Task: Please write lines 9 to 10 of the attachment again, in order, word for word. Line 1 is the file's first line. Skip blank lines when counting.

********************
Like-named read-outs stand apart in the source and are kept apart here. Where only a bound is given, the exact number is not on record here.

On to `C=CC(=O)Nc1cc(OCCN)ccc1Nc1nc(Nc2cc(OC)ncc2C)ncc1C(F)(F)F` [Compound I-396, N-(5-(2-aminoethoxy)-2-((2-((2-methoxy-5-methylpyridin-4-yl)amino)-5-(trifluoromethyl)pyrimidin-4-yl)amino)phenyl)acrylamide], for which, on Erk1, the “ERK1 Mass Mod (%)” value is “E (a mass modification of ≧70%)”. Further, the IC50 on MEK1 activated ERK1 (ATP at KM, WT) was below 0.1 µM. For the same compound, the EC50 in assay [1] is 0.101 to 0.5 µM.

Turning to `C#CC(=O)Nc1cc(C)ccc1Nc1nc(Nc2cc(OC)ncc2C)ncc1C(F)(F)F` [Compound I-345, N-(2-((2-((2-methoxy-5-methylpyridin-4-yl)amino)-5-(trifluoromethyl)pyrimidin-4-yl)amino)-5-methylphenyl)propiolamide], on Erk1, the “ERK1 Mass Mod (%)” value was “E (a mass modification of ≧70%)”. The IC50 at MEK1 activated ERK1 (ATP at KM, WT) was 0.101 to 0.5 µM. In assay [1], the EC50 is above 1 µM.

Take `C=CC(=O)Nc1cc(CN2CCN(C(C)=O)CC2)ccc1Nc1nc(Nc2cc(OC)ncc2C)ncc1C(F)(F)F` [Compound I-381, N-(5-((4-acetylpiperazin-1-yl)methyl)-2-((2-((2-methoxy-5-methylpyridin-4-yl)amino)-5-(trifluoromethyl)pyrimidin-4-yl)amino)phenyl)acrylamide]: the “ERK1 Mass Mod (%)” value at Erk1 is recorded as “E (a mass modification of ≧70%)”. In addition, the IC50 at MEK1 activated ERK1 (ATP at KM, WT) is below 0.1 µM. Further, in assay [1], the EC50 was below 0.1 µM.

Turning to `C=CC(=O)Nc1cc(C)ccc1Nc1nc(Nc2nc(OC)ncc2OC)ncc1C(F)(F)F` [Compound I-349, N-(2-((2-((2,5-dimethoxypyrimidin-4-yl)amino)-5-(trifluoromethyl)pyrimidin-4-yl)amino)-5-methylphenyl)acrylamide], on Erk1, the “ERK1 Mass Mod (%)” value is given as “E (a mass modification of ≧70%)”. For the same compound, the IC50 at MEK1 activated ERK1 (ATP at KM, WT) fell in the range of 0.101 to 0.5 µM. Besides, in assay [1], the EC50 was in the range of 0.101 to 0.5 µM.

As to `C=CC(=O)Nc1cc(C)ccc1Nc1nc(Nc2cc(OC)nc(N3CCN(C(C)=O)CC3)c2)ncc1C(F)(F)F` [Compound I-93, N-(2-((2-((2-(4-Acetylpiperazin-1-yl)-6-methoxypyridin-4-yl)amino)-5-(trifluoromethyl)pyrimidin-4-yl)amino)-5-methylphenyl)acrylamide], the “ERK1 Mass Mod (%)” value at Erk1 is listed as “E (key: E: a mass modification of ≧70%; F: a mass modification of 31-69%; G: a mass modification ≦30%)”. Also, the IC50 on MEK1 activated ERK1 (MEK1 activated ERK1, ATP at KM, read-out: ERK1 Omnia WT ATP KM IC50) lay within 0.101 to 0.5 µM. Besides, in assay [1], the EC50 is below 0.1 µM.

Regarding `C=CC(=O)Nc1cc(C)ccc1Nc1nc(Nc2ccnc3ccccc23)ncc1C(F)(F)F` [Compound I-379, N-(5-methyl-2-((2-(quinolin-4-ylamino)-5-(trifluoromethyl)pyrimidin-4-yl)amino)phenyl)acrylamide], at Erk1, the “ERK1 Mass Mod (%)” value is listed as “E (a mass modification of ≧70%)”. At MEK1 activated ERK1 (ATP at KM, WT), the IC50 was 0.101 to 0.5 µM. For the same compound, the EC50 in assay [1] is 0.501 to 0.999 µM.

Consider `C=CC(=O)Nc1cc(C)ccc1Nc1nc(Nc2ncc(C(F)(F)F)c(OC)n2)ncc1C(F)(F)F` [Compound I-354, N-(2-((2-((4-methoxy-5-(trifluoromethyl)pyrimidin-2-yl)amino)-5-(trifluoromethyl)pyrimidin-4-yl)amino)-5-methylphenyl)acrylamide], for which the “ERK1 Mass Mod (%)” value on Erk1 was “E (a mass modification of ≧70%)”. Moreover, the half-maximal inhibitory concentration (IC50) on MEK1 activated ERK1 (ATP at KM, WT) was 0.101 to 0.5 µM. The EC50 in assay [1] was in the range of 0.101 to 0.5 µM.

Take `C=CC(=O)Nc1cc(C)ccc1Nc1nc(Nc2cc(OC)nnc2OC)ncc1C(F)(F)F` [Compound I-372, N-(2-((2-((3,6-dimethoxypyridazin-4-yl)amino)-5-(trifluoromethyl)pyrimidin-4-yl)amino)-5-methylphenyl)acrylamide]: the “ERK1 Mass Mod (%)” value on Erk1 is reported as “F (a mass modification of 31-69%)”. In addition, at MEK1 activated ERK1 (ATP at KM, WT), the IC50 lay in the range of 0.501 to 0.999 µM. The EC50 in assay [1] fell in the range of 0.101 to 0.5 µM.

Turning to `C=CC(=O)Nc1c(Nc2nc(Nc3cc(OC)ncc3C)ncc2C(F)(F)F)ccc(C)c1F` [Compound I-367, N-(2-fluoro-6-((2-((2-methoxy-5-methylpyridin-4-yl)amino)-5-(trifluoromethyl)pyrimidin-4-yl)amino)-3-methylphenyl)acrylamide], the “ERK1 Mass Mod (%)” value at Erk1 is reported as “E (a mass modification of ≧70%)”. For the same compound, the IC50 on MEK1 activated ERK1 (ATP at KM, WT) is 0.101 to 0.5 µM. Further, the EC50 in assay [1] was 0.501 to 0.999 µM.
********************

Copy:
Take `C=CC(=O)Nc1cc(C)ccc1Nc1nc(Nc2cc(OC)nnc2OC)ncc1C(F)(F)F` [Compound I-372, N-(2-((2-((3,6-dimethoxypyridazin-4-yl)amino)-5-(trifluoromethyl)pyrimidin-4-yl)amino)-5-methylphenyl)acrylamide]: the “ERK1 Mass Mod (%)” value on Erk1 is reported as “F (a mass modification of 31-69%)”. In addition, at MEK1 activated ERK1 (ATP at KM, WT), the IC50 lay in the range of 0.501 to 0.999 µM. The EC50 in assay [1] fell in the range of 0.101 to 0.5 µM.

Turning to `C=CC(=O)Nc1c(Nc2nc(Nc3cc(OC)ncc3C)ncc2C(F)(F)F)ccc(C)c1F` [Compound I-367, N-(2-fluoro-6-((2-((2-methoxy-5-methylpyridin-4-yl)amino)-5-(trifluoromethyl)pyrimidin-4-yl)amino)-3-methylphenyl)acrylamide], the “ERK1 Mass Mod (%)” value at Erk1 is reported as “E (a mass modification of ≧70%)”. For the same compound, the IC50 on MEK1 activated ERK1 (ATP at KM, WT) is 0.101 to 0.5 µM. Further, the EC50 in assay [1] was 0.501 to 0.999 µM.